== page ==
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Barriers and Drivers of Planning for Climate Change Adaptation across Three Levels of Government in Canada

We are pleased to announce the recent publication in the Planning Theory and Practice Journal titled Barriers and Drivers of Planning for Climate Change Adaptation across Three Levels of Government in Canada. The Executive Director of ACT, Deborah Harford contributed to this publication in partnership with the Coastal Cities at Risk Research Network (CCRRN) which ran from 2012-2016. The CCRRN and was funded by the Tri-Council (NSERC, CIHR, and SSHRC) and the International Development Research Centre. The network partnered Canadian and international researchers studying climate change impacts in Metro Vancouver, Bangkok, Manila and Lagos.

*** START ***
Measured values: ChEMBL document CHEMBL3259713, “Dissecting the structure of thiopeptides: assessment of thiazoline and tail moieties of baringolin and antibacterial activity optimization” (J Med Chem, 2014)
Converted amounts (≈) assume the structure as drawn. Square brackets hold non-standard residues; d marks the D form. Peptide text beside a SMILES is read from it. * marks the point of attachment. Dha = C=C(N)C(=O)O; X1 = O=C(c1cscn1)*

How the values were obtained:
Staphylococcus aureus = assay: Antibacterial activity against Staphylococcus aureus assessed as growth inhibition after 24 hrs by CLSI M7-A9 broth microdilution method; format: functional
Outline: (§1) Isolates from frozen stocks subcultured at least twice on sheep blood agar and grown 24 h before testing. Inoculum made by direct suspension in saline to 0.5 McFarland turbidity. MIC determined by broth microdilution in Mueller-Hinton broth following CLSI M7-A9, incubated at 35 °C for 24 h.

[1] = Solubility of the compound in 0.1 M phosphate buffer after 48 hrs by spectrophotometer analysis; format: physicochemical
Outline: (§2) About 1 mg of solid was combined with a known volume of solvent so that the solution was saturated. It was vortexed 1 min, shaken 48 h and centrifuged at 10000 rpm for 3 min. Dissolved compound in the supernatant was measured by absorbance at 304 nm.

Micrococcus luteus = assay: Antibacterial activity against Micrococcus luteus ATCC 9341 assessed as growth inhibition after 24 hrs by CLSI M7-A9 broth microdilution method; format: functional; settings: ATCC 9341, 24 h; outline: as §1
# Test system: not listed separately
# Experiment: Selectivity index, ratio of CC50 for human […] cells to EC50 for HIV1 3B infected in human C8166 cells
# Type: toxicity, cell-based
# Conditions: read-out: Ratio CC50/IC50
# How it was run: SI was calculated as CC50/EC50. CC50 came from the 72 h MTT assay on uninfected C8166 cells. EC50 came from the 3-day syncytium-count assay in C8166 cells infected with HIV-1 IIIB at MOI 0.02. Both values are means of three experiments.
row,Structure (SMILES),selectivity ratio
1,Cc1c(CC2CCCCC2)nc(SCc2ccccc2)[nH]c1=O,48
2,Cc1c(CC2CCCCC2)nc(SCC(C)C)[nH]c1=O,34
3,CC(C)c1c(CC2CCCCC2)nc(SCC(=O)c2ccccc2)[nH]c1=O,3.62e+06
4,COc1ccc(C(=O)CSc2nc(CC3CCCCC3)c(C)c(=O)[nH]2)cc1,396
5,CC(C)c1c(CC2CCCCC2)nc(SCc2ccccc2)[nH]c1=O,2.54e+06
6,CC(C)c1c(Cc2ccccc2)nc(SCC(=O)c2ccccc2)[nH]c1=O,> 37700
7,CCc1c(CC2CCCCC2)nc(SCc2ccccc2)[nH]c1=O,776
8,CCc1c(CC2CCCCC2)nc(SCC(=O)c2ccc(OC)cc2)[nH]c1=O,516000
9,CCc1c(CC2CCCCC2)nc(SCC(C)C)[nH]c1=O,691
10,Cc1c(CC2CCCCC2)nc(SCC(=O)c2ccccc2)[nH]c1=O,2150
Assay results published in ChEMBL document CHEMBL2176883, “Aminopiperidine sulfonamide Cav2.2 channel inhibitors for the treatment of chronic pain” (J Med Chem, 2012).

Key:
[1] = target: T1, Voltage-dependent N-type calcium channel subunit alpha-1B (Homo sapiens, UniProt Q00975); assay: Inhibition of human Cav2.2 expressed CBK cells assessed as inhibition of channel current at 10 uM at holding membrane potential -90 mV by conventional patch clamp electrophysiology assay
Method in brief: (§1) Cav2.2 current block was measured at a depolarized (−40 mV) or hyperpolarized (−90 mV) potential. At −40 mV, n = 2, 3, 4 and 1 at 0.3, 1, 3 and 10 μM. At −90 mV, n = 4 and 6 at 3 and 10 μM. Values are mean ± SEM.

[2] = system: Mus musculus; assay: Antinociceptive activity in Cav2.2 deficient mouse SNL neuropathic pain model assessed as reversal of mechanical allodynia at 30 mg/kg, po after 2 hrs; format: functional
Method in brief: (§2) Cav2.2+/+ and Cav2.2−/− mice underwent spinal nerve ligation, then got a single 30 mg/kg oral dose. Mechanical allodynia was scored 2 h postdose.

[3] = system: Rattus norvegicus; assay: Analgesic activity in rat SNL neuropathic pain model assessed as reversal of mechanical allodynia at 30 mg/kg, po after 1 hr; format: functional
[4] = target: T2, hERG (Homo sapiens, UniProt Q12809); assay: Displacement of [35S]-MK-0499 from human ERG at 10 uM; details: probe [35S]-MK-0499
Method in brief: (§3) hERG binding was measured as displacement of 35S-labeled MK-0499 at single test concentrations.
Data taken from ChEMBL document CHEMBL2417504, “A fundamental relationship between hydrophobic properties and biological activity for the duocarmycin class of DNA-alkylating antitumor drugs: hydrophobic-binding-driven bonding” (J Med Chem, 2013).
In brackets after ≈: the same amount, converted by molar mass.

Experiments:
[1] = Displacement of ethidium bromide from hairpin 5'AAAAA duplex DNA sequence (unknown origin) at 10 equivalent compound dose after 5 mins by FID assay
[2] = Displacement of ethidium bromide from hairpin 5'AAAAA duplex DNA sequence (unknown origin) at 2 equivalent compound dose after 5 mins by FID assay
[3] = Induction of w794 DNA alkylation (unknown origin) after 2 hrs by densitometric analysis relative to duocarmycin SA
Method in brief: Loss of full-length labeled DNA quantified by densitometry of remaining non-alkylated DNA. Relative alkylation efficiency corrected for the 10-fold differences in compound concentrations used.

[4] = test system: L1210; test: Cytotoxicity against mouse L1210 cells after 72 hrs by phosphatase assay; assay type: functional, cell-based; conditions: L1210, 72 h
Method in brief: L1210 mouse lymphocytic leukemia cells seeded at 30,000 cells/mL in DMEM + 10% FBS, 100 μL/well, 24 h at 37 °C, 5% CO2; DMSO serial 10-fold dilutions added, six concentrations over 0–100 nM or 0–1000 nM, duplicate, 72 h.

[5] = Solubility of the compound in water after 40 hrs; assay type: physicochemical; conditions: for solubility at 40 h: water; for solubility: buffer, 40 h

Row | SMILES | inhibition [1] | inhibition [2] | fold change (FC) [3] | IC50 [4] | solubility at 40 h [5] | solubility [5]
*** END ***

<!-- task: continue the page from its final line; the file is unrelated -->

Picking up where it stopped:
Abstract:

This study investigates the factors that constrain and enable adaptation planning for increasing flood risk in Canada. It uses a multiple-methods, multi-scalar approach to identify interconnected barriers and drivers that operate across municipal, provincial, and federal levels of government in Vancouver and Surrey, British Columbia. Through a policy content analysis (n = 54) and in-depth interviews with planners and other practitioners (n = 31), the study finds five major barriers to the mainstreaming of climate change adaptation: inadequate collaboration, absence of senior level political leadership, lack of public awareness, insufficient financial and staff capacity, and misalignment of policies within and between levels of government.

See the full article here. 

 

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